On May 7th, Baltimore, the beautiful city in Maryland known for its seaport was taken hostage by a ransomware attack which led the officials to shut down the city’s servers from additional damage. Baltimore estimates the cost of the ransomware attack to be $18.2 million.
The new strain of ransomware attack, known as RobbinHood, seized thousands of government computers which resulted in the halt of many of the services and processes the city’s citizens rely on such as paying their bills online.
What Happens in a Ransomware Attack?
Ransomware attacks work by encrypting files and locking them up so users can’t access them. The files that are held ‘ransom’ are typically the ones with confidential data. Hackers use this stressing time to demand a ransom amount, usually in Bitcoin digital currency, in exchange for the decryption keys used to unlock the files.
In the case of Baltimore ransomware attack, hackers were able to seize about 10,000 Baltimore government computers digitally and demanded 13 bitcoins worth about $100,000 to decrypt the files.
Baltimore isn’t the only city to have experienced this ordeal and refuses to pay up. Consequently, city employees have been locked out of their email accounts, and citizens have been unable to access essential services, including websites where they pay their water bills, property taxes, and parking tickets.
What’s the Damage?
The online situation of running the city is at a deadlock. Government’s online infrastructure is heavily targeted as emails are down, online payments can’t be made to city departments, and real estate transactions are unavailable since the ransomware attack.
According to Baltimore’s budget office, the ransomware attack on city computers will cost no less than $18.2 million. The estimated amount of accounts lost or delayed revenue and the costs required to reestablish network systems.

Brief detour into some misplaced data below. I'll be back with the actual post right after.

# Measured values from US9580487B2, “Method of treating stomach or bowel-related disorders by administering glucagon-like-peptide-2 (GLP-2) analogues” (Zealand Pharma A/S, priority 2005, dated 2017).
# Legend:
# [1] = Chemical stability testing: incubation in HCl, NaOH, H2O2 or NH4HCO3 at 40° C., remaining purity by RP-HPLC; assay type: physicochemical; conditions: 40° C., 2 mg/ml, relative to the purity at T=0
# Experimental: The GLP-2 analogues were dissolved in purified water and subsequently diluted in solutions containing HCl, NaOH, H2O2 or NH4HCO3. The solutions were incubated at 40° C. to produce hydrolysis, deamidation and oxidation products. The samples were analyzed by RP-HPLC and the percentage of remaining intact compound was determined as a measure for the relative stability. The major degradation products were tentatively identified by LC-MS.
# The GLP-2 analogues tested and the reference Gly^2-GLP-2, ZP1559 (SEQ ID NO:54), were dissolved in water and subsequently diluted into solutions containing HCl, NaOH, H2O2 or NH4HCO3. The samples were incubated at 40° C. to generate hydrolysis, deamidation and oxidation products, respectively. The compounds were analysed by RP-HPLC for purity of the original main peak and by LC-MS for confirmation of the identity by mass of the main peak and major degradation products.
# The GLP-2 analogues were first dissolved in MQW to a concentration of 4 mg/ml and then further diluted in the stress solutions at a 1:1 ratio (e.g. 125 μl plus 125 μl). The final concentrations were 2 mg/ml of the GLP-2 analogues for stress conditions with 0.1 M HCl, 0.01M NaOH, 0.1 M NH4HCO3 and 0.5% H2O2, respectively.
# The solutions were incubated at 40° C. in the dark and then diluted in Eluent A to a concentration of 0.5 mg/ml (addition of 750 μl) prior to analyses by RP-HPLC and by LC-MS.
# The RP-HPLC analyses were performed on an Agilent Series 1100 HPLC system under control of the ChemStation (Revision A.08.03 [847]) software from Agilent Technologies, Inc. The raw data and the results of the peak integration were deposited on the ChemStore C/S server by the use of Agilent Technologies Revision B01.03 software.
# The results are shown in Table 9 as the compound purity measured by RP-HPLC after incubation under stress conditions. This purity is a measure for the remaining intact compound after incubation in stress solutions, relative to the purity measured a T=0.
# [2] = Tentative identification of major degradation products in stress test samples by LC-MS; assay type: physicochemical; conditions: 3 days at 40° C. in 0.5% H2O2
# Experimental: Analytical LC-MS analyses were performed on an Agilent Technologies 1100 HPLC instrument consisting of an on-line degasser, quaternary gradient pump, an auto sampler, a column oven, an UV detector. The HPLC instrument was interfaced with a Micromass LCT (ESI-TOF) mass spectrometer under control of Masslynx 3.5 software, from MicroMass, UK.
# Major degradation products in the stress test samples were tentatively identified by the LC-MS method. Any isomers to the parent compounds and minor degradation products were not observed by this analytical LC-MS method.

Since the ransomware attack, the city’s IT team has made efforts to restore email services for some Baltimore employees, a sign of hope that systems can be reinstated fully. Baltimore’s Mayor, Jack Young, refused to negotiate with the hackers or pay the ransom amount.
The Aftermath of the Baltimore Ransomware Attack
Although the projected cost of reclamation is immensely higher than the ransom amount, the city didn’t give in and went ahead to crack the virus as it believes that it still needed to spend money to strengthen its defenses to prevent any future breach.
However, things take an interesting turn after a New York Times report that the ransomware used the EternalBlue exploit which was developed by the National Security Agency (NSA) to spread and affect networks of all cities.
EternalBlue was part of a set of tools which were developed for the NSA’s Tailored Access Operations (TAO) group. Shadow brokers leaked the entire set in 2017.
The tool was then used two months later as part of WannaCry, the destructive cryptographic worm that affected thousands of computers worldwide. Some security experts have linked Shadow Brokers to a Russian intelligence agency, while, WannaCry has been recognized to belong to North Korea’s military.
Baltimore’s ongoing ransomware dilemma is, in many ways, a product of more than a decade of neglect of the city’s information technology infrastructure. This goes to show how crucial it is to have a dedicated IT team that’s continuously working against the odds to maintain a safe place for the citizens to go on their day without falling victim to ransomware attacks.
How to Protect Yourself from a Ransomware Attack
Malicious software such as ransomware uses encryption to hold data for ransom. This unethical ransomware business model has become a profitable industry for criminals, which is why we see ransomware attacks on the rise.
Here’s how you can protect yourself against ransomware attacks:
- Do not negotiate with the hacker or pay the ransom. By paying the ransom, you’re encouraging them to continue with their business model. Let’s say you made the payment, who’s to guarantee your data will be handed back to you in its original form?
- Always keep a backup of your most confidential data. In case the data is lost or stolen, you have it backed up in the cloud to regain access whenever needed.
- Use encryption when going online. Use AES 256-bit encryption when communicating online, accessing financial details, making payments, online shopping, sharing files, and much more.
- Use reputable anti-virus software that combats viruses and keeps you secure on the web.
- Make a habit of updating your device. No matter how minor the update might be, don’t think it’s of no importance. Updates carry the necessary builds that fix bugs and security patches that keep us safe online.
- If you’re traveling abroad or connecting to a public unsecured Wi-Fi network, make sure you’re equipped with a VPN. When connected to the VPN, your online activities are secured with the highest grade encryption, and your online identity is masked to protect you against hackers and cybercriminals.